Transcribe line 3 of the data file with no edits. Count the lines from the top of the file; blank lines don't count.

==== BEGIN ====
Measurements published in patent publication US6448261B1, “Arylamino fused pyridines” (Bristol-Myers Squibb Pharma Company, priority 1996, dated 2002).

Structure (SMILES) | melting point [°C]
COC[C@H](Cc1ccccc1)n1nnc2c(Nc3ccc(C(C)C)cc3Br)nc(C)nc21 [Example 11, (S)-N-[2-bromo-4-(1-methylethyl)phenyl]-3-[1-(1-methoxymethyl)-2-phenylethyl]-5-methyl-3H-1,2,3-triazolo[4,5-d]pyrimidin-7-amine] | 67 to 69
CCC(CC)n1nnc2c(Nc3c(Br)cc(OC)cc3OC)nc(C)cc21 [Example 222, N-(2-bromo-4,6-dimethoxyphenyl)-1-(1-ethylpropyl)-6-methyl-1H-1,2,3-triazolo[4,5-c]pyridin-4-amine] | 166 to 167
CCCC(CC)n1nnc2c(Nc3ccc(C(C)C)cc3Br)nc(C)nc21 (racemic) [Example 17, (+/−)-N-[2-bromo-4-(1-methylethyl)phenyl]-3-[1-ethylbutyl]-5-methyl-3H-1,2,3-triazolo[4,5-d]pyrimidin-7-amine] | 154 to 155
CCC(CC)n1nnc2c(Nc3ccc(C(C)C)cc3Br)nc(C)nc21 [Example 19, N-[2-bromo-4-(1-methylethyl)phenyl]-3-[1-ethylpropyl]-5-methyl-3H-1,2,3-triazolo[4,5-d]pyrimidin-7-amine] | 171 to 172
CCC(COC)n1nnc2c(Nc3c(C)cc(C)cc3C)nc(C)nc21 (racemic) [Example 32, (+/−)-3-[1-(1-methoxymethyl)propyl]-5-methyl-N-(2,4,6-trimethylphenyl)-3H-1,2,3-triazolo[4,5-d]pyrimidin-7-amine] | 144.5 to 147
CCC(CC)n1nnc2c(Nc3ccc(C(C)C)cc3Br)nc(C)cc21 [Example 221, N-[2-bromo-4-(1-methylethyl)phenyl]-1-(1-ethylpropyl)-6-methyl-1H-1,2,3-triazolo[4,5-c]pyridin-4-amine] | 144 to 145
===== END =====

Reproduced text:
COC[C@H](Cc1ccccc1)n1nnc2c(Nc3ccc(C(C)C)cc3Br)nc(C)nc21 [Example 11, (S)-N-[2-bromo-4-(1-methylethyl)phenyl]-3-[1-(1-methoxymethyl)-2-phenylethyl]-5-methyl-3H-1,2,3-triazolo[4,5-d]pyrimidin-7-amine] | 67 to 69